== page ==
In a very special Christmas commission for Opera North, Ivor Novello Award-winning composer and folk explorer Martin Green is about to pick a path through the plastic elves and tinsel to uncover the distant origins of Christmas customs, with a few revelations and a lot of magical music on the way.
Lighting the Dark, which sees Green and friends pulling together the older music and stories of Christmas, comes to the Howard Assembly Room, Leeds on 17 December, and Sage Gateshead on 22 December.
Ahead of the concert, Mag North jumped at the chance recently to catch-up with him by phone from his home in a very snowy and Christmassy Midlothian.
We started (obviously) by paying homage to Lau, who have just been on tour. Green confirmed: “It was joyous to get back out and play with the band. We’re a happy little bunch – we’re not doing lots and lots of shows – but it feels special when we’re together.”
Martin Green and Opera North go back a long way: “They’ve been so brilliant to me. They were the first people that I ever did anything more than pure music with. They’ve got a very enlightened, open-minded idea of what an opera company might make. Which has been brilliant for a lot of people.
“An opera company looks at every facet of performance. What it looks like. What it means. And that was mind blowing for me when I started working with them – to think about more than just the music.
“They do everything they can to help you make the thing you’re trying to. Obviously it’s a tricky time right now – everybody has less money and higher bills – but they’ll do everything they can. I love ‘em.”
The publicity images for Lighting The Dark have Green presenting his best ‘dejected-looking’ face – and it seems apparent he and the show have some mixed-up festive feelings.
“Yeah – they [Opera North] asked me about doing a Christmas show, which is not something I’d ever considered doing – and it took a little while for me to work out what I might have to offer.
“Part of that is – I find Christmas a bit tricky – I think a lot of people do. There are many wonderful things about it, but there are also challenges. I think there are a lot of mental health challenges with it at this point in the year – and so the show and the reason for the stern-looking face is:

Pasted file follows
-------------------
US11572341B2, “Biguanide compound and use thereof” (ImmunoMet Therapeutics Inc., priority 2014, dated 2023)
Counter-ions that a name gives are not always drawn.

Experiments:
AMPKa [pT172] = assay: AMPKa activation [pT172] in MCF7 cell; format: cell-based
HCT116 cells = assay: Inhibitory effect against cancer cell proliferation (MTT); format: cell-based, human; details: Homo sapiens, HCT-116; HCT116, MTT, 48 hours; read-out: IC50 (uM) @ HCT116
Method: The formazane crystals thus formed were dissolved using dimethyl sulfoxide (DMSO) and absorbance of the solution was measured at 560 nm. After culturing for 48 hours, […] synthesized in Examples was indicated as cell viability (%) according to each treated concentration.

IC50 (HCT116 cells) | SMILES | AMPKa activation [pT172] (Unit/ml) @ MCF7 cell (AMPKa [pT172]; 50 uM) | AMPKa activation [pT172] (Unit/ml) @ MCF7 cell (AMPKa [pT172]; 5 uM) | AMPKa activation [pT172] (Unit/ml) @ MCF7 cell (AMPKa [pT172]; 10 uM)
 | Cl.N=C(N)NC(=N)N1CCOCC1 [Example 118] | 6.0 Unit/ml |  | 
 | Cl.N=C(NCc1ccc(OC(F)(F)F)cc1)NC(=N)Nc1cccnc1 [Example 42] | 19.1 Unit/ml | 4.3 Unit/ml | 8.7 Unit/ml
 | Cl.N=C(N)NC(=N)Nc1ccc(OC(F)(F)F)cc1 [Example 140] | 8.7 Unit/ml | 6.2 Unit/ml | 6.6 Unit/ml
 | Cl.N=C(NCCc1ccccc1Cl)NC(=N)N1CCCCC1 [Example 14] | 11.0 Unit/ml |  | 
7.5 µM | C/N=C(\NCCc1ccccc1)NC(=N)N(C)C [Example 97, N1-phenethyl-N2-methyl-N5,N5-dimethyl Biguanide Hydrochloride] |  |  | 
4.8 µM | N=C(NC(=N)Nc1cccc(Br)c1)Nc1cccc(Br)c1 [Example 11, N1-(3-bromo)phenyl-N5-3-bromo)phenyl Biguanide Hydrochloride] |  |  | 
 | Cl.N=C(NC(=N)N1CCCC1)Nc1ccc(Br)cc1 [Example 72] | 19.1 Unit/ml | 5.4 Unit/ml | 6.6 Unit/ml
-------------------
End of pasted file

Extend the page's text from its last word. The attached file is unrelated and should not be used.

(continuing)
“The show follows a little trajectory of: Christmas is really difficult – but ultimately we need a way to get through the time of the year when there isn’t much light – and one of the remarkable things about Christmas is the seasonal music. I can’t think of another time of the year when you could stop someone in the street and ask: ‘sing me an Easter song’. ‘Sing me a Mayday song’. They’re not in the public consciousness like Christmas songs are.
“So musically there’s something to explore. But also some brilliant things have happened to me in terms of Christmas existing – in terms of connecting with people who live close to me, communal singing and so on –things that the rules of Christmas allow us to do.
“It goes on a little journey of me finding it difficult. It’s a fictional me – I’m not actually as morose or joyless as I’m presented in the show.”
Joining Green on stage are Irish fiddle player Ultan O’Brien of the band Slow Moving Clouds and an all-star brass trio: composer and improviser Laura Jurd (trumpet); Danielle Price, whose tuba can be heard on myriad collaborations including with Bill Wells and Aidan Moffat; and the brilliant young Glaswegian trombonist Anoushka Nanguy.
“Ultan’s from County Clare – and we talk a bit about Irish traditions. We look at ‘The Wren Boys’…on Boxing Day they hunt a wren, which is the symbol of the old year. They kill it – which is a bit harsh – and that leaves space for the Robin – which is the symbol of the ‘New Year’.
“So we look at the pros and cons of that tradition – and that allows us to get into some traditional music – we play some quite hardcore traditional music.